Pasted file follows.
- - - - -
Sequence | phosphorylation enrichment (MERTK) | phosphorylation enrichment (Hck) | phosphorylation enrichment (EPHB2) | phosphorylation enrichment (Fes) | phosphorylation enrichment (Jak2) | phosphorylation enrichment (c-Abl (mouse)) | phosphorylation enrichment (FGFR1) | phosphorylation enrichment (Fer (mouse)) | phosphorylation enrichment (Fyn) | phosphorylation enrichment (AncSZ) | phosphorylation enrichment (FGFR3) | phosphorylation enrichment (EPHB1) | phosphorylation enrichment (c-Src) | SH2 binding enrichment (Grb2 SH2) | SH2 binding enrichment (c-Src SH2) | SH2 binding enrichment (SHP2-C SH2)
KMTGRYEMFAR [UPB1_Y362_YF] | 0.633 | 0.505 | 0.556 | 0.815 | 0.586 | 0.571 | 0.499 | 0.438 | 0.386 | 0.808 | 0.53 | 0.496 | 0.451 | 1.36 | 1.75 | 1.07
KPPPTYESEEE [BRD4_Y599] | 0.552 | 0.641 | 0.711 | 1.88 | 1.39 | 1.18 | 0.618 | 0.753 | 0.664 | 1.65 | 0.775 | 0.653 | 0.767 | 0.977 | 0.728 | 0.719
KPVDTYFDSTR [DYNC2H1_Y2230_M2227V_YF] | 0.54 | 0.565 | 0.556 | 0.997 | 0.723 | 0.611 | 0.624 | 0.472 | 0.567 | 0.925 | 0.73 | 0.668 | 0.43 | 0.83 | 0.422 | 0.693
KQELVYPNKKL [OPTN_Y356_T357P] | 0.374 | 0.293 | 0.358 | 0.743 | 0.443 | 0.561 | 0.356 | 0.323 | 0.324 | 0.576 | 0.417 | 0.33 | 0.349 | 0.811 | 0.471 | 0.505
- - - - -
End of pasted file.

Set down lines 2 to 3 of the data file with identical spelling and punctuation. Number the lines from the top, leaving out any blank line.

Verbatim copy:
KMTGRYEMFAR [UPB1_Y362_YF] | 0.633 | 0.505 | 0.556 | 0.815 | 0.586 | 0.571 | 0.499 | 0.438 | 0.386 | 0.808 | 0.53 | 0.496 | 0.451 | 1.36 | 1.75 | 1.07
KPPPTYESEEE [BRD4_Y599] | 0.552 | 0.641 | 0.711 | 1.88 | 1.39 | 1.18 | 0.618 | 0.753 | 0.664 | 1.65 | 0.775 | 0.653 | 0.767 | 0.977 | 0.728 | 0.719